If you cannot tell if the unconscious person is breathing normally, you must immediately make an emergency call. This is immediately followed by cardiopulmonary resuscitation to ensure the brain is supplied with oxygen. Cardiopulmonary resuscitation refers to a combination of chest compressions and mouth-to-mouth/nose in a ratio of 30 to 2.
- Kneel next to the lifeless person in line with their ribcage.
- Place the heel of one hand on the center of the ribcage. Place your other hand on top of it and link your fingers. Keep your arms straight.
- Use your own body weight to push the lifeless person’s chest down five to six centimeters. Apply pressure firmly and quickly!
- Completely remove pressure from the ribcage after every chest compression.
- After 30 chest compressions, give mouth-to-mouth/nose twice: Close the nose with one hand while placing the other on the person’s chin and tilting their head backward. Breathe in normally and then place your lips around the accident victim’s mouth and breathe out normally.
Perform chest compressions and mouth-to-mouth/nose in a ratio of 30:2 until professional help (mountain rescue / emergency doctor) has arrived or you are exhausted.
STABLE RECOVERY POSITION
If the accident victim is unconscious but is breathing normally, they are to be put in the stable recovery position. The stable recovery position ensures that airways remain open and vomit or blood can flow out. The accident victim is thereby protected from choking.
NOTE: Any loss of consciousness is an indication of a serious health disorder and is therefore life-threatening. You must make an emergency call without delay!
- Kneel down on the downhill side of the unconscious person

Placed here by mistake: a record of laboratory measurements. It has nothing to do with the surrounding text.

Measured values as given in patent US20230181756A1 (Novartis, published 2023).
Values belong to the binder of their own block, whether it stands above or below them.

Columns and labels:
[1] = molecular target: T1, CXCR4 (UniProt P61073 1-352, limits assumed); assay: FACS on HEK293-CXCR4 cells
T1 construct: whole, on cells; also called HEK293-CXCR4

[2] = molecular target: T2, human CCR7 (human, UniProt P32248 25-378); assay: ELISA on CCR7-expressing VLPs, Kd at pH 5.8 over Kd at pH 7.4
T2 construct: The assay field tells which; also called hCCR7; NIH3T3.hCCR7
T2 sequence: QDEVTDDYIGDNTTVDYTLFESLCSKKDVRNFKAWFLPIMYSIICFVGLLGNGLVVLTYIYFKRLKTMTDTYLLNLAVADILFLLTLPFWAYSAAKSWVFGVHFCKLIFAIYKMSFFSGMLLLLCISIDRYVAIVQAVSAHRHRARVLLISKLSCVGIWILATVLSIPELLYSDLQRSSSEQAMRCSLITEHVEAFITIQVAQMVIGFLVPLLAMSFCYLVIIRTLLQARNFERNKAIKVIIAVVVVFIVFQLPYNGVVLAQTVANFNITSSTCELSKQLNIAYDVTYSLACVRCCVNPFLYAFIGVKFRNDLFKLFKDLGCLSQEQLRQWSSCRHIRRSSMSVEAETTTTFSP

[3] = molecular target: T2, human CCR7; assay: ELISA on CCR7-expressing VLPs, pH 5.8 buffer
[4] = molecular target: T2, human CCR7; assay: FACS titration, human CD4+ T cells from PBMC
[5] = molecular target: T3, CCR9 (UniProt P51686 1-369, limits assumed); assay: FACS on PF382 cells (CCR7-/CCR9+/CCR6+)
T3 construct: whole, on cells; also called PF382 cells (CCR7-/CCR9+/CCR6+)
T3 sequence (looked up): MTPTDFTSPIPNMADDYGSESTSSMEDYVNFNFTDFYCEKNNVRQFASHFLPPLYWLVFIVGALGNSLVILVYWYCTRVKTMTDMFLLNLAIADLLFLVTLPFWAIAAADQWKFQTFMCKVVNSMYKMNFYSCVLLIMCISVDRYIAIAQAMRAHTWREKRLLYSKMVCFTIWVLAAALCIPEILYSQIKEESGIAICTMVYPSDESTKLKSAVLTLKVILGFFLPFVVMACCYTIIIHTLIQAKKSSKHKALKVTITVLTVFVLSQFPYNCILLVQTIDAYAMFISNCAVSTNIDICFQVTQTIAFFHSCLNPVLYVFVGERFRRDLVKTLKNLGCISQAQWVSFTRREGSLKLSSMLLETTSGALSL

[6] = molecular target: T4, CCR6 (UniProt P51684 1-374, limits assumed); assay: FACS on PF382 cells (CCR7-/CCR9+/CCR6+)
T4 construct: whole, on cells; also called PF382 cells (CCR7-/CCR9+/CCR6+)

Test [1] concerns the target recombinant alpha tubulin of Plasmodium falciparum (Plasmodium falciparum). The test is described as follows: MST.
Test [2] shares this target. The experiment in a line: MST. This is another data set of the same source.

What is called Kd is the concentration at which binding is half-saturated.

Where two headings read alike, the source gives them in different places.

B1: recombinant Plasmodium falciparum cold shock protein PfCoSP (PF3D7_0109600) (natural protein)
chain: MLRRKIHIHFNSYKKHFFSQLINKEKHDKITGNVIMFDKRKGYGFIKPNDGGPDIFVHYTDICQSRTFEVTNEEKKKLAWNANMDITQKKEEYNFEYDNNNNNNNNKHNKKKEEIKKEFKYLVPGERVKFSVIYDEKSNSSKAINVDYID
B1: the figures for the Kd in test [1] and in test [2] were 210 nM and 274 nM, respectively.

- Lay their near-side arm at a 90° angle next to them
- Bend their far-side leg and hold in place
- Hold their far-side hand, lay the back of the hand on their cheek (the one facing towards you) and hold in place
- Turn the injured person toward you at the knee
- Carefully pull your own hand out from under the injured person’s head so that they are lying only on the back of their hand
- Tilt their head backward
- Open their mouth slightly. The mouth should be slightly lower than their stomach, so that blood or vomit can run out.
Even in the stable recovery position, breathing must be checked constantly. Breathing can stop at any time.
Quiz: First aid
TREATING HEAVY BLEEDING
Sort into the correct order!
Your rope partner is tired and inattentive during ascent. They trip over a root and hit their head on the ground. The cut on their forehead is bleeding heavily. What should you do as a first responder? Drag and drop the processes to form the proper sequence!
After a serious fall, your rope partner is unconscious and has stopped breathing. After making the emergency call you must immediately begin resuscitation (cardiopulmonary resuscitation) so that the organs are supplied with oxygen. What is the recommended ratio of chest compressions to mouth-to-mouth/nose?
You and your rope partner are on your first pitch when a hold breaks. Your rope partner hits the rock face at full force. As you carefully lower your partner down to you, they are in a state of shock. They can no longer move their elbow and leg and are in serious malposition. As a first responder, what do you need to consider in the event of broken bones?
Your rope partner is unconscious but is breathing normally. You put them in a stable recovery position. Why?